Current Exhibit

New Fraktur - Meg Harder

New Fraktur

May 6, 2019 - October 25, 2019

Meg Harder is an interdisciplinary artist working and living in the Grand River Watershed. Harder graduated with a BA in Fine Art from the University of Waterloo, which included a six month exchange at Bezalel Academy of Art in Jerusalem. She studied under Paula Wilson at Haystack Mountain school of crafts in 2018. She was the 2015 Eastern Comma Artist in Residence at Rare Charitable Research Reserve and at Vermont Studio Centre in 2018. She has exhibited at the Kitchener-Waterloo Art Gallery, Contemporary Art Forum of Kitchener and Area, and The Museum, Kitchener. She is a recent recipient of the Ontario Arts Council Emerging Artist Project Grant.

Harder's present research focuses on artistic practices that expand and disrupt canonized art forms and narrative genres to express emerging realities and revisionist histories. She draws on fraktur folk art, an imaginative and densely detailed illuminated calligraphy, historically produced by early Mennonite settlers to Ontario. Fraktur was traditionally made to venerate important religious and cultural texts and was displayed in everyday contexts like the walls of homes and in the covers of bibles and hymnals. In recognition of her ancestral traditions, her ink and gouache drawings carry forward the aesthetic sensibilities of fraktur and Biblical myth, while reframing their contents with a queer, feminine, and bioregional optic. By reinterpreting these archived images in a personal lexicon of motifs and symbols to create fictive environments, she aims to disarm exploitative narratives and create space for new histories and futures.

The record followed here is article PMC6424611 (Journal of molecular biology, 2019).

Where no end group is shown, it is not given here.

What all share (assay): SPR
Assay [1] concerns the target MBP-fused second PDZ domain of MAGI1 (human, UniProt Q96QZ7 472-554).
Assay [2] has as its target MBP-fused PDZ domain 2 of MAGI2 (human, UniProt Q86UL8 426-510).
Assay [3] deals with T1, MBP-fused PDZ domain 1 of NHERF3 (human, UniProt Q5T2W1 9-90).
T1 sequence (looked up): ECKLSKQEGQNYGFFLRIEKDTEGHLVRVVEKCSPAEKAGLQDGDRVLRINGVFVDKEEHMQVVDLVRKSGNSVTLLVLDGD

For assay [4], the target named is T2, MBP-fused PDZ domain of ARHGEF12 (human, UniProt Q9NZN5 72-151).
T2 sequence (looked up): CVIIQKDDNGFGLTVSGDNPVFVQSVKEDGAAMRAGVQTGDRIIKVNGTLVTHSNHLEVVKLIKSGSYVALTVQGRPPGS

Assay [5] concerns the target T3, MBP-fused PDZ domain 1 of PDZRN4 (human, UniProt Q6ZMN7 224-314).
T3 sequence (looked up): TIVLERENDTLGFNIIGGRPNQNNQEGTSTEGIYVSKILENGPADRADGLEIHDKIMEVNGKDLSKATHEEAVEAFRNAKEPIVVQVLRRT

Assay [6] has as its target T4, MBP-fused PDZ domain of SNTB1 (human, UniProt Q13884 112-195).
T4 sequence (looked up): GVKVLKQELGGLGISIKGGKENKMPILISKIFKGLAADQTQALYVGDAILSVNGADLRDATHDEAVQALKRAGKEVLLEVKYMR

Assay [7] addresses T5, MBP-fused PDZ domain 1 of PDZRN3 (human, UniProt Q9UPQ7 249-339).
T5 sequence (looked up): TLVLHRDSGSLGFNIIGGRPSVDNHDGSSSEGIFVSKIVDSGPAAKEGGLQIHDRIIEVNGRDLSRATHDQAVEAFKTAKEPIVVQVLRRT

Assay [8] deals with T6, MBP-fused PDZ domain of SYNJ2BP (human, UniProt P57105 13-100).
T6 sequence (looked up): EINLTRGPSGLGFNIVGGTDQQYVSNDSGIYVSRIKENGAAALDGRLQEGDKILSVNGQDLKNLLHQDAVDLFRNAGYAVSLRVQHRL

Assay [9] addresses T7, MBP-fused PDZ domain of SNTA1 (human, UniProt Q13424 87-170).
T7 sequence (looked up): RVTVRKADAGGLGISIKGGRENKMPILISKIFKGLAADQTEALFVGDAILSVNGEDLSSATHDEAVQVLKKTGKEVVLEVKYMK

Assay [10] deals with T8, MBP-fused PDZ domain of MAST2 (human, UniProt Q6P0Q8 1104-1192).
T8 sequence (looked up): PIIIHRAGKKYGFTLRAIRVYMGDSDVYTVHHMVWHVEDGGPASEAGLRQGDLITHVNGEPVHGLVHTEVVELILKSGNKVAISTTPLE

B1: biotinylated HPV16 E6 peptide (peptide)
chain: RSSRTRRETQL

The Centre for Peace Advancement gratefully acknowledges the financial support of the Region of Waterloo Arts Fund.

 

Upcoming Exhibit

The Cultural Life of Drones: KW Drone Dialogues - Sara Matthews

Drone Dialogues Information

What does it mean to think of drones as culture? If culture is the range of social practices through which we come to know and engage with the world, then drone cultures might be the myriad ways in which drones are embedded into our everyday lives as well as our ideas about what kinds of life (and death) that drones make.

In this Grebel Gallery exhibit, Sara Matthews employs installation and social documentary practice to provoke a dialogue about the logistics of drone technologies and our intimate relations with them.

Gallery information

Summer hours:

Monday to Friday
 
8:30 am - 4:30 pm
 

Fall hours:

Monday to Thursday
Friday
Saturday
8:30 am - 10:00 pm
8:30 am - 6:00 pm
1:00 pm - 5:00 pm

 

Admission is free.

Do you have a class, youth group or community group looking to engage in critical discussions on peace and justice? The Centre for Peace Advancement is pleased to provide private tours for groups or individuals at no charge. Contact Centre for Peace Advancement Coordinator Michelle Jackett to learn more.

 

The Centre for Peace Advancement gratefully acknowledges the financial support of the Region of Waterloo Arts Fund.

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